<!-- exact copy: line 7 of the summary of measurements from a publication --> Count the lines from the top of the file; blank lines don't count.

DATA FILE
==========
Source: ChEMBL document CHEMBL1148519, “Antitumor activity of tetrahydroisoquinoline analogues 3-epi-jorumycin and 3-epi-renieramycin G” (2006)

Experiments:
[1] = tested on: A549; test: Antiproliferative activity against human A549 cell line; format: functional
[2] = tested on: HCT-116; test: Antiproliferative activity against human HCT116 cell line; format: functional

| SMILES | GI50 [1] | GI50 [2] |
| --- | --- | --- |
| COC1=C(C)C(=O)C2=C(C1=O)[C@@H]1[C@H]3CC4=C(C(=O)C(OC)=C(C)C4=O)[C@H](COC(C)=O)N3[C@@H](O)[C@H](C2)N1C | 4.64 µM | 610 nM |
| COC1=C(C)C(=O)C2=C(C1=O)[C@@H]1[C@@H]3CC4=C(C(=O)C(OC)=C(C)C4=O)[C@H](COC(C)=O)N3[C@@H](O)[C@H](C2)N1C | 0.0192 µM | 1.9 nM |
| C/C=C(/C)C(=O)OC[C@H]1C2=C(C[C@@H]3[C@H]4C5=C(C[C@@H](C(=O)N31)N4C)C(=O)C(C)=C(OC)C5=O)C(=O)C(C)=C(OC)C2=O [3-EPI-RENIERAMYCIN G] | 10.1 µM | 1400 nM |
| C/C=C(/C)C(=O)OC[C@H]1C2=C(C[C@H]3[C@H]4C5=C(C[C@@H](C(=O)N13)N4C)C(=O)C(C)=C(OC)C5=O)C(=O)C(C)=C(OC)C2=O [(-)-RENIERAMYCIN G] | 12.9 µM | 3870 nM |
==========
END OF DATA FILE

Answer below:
| COC1=C(C)C(=O)C2=C(C1=O)[C@@H]1[C@H]3CC4=C(C(=O)C(OC)=C(C)C4=O)[C@H](COC(C)=O)N3[C@@H](O)[C@H](C2)N1C | 4.64 µM | 610 nM |